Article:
Barack Obama articulated his Christian faith thus dispelling rumours he is a Muslim. John McCain demonstrated an ability to electrify evangelical Christians. And Saddleback Church Pastor Rick Warren proved Americans can discuss religion and politics without the bitterness, rancour and polarisation that characterised the 2004 US election - writes Cheryl Heckler.
All this took place in an unprecedented forum in the history of the U.S. presidency, when each candidate was asked the same questions. The topics included abortion, personal moral failures, leadership styles and the best response to evil. Britain's Economist magazine on 16 August described the host, Warren, as "the most powerful Evangelical in America".
Held in Lake Forrest, California, the forum, conducted on 16 August and broadcast on CNN television, showed the different approaches of the candidates. Obama used a conversational style and spoke directly to Warren, while McCain was often blunt and spent a lot of time facing the audience.
Obama supports abortion rights and civil unions for gay partners, and identified evil as a force at work across a range from recent events in Darfur to the streets of U.S. cities. The presidential candidate said evil was "to be confronted but with humility".
McCain opposes abortion, urges limits on civil unions for gays, and identified evil with Osama bin Laden. The White House hopeful insisted that "[Evil] must be defeated" and that he would follow bin Laden "to the gates of hell" to defeat him.
Warren maintained an even tone and personal warmth with each candidate as he asked each the same questions, to Obama for the first hour and McCain for the second. The audience at Saddleback, a 20 000-member so-called "mega-church", applauded nearly twice as often for McCain as for Obama.
More than 200 000 people from throughout the world submitted questions for Warren's consideration. When asked what Christianity means to them, both men had similar answers.
Obama said, "At a starting point, it means that Jesus Christ died for my sins and that I am redeemed through Him. I know I don't walk alone. I know if I can get myself out of the way, I can carry out in some small way what He intends."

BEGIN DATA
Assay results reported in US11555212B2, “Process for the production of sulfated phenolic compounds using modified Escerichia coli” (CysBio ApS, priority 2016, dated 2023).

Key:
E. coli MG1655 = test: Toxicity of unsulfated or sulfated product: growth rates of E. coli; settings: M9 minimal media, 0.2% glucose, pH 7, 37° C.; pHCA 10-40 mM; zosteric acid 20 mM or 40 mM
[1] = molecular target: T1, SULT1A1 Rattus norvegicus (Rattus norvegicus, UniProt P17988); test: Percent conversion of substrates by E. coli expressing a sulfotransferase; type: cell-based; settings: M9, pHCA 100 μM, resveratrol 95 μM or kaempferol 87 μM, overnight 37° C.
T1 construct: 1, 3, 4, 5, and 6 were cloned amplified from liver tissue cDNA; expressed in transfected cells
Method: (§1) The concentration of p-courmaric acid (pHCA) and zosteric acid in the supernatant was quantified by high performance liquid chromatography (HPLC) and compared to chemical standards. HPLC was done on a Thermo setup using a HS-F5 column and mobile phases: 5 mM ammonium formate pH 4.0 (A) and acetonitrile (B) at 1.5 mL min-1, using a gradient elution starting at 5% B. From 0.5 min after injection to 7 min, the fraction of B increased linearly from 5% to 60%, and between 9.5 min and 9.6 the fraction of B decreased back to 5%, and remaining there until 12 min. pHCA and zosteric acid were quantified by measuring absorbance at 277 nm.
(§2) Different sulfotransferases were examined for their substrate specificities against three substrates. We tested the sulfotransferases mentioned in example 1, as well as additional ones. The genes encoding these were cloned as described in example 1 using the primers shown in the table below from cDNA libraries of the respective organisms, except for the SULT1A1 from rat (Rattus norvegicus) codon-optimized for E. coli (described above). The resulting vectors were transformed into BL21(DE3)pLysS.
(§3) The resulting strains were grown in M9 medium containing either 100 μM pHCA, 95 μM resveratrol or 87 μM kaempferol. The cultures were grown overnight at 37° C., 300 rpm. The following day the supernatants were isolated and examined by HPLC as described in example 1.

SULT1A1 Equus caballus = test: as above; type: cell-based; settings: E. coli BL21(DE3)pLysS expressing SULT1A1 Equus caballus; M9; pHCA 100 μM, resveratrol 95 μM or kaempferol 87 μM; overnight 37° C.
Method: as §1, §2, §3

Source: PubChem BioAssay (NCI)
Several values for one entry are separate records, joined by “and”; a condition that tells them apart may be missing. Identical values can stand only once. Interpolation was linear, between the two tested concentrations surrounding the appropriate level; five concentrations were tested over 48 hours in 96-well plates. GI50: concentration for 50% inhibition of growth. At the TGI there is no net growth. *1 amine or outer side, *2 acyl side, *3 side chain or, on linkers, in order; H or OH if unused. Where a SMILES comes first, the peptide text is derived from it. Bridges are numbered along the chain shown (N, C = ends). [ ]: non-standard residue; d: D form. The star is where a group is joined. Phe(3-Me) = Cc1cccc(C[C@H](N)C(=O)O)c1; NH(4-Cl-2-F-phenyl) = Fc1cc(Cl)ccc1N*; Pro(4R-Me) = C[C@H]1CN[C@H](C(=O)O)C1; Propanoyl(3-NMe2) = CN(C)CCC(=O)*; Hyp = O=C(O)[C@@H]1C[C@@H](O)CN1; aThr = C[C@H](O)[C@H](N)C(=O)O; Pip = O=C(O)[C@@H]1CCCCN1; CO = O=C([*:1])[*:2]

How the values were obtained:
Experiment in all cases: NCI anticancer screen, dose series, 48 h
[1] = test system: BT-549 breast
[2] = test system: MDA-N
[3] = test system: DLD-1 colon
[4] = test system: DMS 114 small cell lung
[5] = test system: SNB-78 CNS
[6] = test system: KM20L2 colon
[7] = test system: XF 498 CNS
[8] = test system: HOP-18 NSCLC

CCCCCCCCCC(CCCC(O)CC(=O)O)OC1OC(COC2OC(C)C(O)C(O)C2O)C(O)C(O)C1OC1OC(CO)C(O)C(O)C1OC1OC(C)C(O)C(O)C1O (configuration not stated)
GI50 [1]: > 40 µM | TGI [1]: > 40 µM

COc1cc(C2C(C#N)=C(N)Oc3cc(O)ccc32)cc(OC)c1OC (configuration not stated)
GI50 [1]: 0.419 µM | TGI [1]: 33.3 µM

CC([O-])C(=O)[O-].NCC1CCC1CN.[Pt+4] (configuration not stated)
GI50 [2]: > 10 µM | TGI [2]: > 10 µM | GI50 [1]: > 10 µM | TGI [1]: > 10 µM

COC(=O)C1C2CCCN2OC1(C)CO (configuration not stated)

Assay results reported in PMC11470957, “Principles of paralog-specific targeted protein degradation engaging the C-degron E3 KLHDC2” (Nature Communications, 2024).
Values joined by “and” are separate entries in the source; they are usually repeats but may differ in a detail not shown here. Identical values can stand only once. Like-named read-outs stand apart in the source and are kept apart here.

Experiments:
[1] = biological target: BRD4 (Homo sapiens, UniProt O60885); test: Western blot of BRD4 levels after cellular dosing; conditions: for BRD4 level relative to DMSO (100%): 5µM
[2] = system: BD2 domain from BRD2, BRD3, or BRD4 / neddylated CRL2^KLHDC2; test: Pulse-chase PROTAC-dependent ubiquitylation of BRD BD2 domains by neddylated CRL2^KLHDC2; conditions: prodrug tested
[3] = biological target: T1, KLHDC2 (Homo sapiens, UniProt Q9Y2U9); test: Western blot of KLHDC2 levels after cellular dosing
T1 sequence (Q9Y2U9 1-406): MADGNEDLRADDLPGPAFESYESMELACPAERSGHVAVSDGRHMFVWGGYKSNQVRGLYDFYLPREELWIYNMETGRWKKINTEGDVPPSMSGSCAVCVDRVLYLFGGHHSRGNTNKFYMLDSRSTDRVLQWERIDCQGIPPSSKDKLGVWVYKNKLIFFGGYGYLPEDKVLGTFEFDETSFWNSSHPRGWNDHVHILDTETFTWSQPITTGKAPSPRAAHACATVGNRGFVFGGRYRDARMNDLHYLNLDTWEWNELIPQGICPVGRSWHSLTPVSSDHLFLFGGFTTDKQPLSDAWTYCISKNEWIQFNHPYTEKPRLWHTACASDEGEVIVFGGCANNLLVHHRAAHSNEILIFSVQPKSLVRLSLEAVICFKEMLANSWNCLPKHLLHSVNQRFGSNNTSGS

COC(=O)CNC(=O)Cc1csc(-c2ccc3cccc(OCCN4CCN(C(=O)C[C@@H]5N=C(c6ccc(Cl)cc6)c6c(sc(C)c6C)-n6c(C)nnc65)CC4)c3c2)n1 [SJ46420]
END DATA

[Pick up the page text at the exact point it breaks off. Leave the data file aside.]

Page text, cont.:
McCain said, "It means I'm saved and forgiven." Then he told one of several stories from throughout the evening about his years in a Vietnamese prison camp. He explained that a guard came to his cell one night and, without explanation, loosened the ropes around McCain's arms and neck. That year on Christmas Day, McCain was standing outside his cell when the same guard came by and quietly drew a cross in the dirt.
"For a minute there, there were just two Christians worshipping together," McCain said.
Political analyst David Gergen, following the event, observed that McCain's use of stories from his time in Vietnam were especially effective with the audience. "John McCain is going to be a tougher opponent for Obama than anyone could have guessed a few weeks ago," Gergen said. "He is able to tell a very powerful story that is really emotionally connected to his audience."
When asked about their greatest individual moral failures, Obama spoke of his experimentation with drugs and alcohol as a youth, while McCain said simply, "The failure of my first marriage."
After the programme, CNN's senior political correspondent, Bill Schneider, said, "America saw this as a debate without squabbling. They talked about religion and values without bitterness and accusations."
At the end of his interview with Warren, Obama said, "These are the kinds of forums we need … I want people to know me well. I'm sure John McCain feels the same way. If we are known, I trust in the American people to make a good decision."
[With acknowledgements to ENI. Ecumenical News International is jointly sponsored by the World Council of Churches, the Lutheran World Federation, the World Alliance of Reformed Churches, and the Conference of European Churches.]